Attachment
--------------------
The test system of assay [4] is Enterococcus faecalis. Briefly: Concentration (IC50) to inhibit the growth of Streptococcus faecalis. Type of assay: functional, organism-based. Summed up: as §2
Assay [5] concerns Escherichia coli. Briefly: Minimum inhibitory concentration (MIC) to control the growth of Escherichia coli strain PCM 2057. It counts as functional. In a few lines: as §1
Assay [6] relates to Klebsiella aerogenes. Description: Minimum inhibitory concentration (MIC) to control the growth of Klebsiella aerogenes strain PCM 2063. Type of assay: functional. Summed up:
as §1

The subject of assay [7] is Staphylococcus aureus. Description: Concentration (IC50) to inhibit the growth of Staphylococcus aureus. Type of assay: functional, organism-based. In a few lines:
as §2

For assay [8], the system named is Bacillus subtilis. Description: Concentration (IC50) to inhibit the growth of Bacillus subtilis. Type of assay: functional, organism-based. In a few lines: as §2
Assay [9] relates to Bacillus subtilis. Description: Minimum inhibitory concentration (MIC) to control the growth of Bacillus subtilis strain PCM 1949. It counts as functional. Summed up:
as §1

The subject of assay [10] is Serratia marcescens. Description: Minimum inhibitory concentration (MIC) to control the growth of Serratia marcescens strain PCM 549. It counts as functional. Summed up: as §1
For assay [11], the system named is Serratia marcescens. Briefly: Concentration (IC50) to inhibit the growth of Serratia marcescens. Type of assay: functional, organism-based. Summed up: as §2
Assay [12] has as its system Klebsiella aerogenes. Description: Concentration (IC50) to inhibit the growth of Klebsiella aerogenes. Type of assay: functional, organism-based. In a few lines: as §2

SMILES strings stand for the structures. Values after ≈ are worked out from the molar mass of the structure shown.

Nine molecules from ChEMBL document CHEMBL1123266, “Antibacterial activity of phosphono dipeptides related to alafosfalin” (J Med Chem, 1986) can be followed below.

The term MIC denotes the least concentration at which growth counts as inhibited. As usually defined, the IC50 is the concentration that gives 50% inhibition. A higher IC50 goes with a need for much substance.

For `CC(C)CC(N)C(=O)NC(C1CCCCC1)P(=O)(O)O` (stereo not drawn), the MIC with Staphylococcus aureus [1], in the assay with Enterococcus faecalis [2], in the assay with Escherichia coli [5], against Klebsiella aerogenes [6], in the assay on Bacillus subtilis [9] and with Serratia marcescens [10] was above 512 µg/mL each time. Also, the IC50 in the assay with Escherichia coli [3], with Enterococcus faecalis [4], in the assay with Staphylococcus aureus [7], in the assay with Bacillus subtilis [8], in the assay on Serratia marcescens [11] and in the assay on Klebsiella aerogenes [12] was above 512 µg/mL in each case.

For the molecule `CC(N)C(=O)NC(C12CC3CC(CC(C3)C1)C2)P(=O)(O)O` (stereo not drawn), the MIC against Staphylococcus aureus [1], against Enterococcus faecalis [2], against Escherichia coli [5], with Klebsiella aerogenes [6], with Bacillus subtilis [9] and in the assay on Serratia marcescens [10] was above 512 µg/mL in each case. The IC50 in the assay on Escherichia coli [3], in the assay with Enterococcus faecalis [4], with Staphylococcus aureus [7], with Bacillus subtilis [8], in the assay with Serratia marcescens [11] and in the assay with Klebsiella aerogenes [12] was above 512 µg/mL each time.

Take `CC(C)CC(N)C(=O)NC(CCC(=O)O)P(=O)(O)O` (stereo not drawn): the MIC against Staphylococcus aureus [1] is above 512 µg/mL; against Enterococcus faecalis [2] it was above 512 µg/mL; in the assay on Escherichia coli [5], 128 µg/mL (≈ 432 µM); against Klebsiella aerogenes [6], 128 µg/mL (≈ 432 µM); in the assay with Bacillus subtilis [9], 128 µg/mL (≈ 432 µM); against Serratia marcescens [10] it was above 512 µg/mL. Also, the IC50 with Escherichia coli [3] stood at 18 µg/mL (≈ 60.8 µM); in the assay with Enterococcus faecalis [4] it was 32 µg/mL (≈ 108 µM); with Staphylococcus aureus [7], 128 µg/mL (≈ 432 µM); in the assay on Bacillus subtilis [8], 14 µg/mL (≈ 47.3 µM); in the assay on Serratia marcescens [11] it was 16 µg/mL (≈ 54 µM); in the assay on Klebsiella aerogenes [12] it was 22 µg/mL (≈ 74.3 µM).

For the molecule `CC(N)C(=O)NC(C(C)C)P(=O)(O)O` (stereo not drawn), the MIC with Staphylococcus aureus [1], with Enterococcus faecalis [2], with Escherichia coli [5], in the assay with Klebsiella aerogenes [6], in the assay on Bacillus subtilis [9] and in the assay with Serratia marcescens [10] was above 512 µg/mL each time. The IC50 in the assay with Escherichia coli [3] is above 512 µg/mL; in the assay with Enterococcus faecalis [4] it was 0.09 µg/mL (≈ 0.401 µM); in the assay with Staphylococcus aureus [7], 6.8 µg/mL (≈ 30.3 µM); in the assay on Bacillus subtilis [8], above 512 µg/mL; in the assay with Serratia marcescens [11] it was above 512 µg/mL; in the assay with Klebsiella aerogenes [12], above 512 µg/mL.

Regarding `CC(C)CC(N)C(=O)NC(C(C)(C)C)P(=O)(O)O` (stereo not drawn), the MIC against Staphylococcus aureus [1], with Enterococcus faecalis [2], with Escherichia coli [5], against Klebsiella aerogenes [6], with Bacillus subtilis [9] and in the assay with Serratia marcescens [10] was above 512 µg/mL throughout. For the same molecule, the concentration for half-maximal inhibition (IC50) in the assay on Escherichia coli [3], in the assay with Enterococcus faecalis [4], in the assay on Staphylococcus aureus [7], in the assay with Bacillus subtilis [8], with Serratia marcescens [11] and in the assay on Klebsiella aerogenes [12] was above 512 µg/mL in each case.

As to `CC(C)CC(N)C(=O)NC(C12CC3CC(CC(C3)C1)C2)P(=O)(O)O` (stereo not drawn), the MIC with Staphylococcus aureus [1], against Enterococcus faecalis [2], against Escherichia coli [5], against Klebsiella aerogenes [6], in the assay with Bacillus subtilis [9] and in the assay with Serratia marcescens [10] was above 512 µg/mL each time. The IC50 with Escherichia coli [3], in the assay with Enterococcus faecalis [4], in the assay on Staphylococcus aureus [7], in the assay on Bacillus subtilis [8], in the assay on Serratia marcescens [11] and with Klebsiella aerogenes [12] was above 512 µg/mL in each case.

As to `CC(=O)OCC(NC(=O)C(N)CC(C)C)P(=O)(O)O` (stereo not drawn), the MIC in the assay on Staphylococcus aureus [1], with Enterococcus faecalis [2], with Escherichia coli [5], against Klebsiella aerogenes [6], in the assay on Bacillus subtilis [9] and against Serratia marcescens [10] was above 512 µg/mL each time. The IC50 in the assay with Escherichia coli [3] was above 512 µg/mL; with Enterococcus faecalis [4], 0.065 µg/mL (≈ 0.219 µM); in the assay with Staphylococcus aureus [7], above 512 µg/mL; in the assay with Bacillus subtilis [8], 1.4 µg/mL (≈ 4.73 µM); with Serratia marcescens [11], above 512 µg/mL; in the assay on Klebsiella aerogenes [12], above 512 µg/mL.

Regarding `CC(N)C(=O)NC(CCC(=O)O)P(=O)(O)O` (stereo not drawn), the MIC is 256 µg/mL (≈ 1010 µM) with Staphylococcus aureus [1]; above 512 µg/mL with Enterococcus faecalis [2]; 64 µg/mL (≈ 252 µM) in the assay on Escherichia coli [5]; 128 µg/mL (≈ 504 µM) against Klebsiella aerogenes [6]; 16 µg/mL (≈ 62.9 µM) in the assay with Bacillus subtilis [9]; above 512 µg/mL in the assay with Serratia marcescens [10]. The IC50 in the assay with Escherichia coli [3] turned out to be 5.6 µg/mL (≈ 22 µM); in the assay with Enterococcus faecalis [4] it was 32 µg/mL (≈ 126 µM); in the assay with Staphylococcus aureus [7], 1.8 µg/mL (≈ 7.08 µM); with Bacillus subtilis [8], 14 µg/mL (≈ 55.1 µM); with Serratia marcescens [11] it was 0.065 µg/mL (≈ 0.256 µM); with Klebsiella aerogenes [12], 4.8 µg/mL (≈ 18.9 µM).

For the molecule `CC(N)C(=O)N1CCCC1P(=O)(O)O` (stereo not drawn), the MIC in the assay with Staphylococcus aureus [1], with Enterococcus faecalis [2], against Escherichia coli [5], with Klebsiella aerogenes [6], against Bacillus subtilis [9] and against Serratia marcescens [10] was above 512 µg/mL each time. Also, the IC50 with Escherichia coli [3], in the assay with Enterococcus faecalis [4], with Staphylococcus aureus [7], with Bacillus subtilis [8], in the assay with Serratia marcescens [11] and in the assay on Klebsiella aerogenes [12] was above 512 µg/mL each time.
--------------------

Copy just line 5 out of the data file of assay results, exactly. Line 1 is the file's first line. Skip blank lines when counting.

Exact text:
The subject of assay [7] is Staphylococcus aureus. Description: Concentration (IC50) to inhibit the growth of Staphylococcus aureus. Type of assay: functional, organism-based. In a few lines: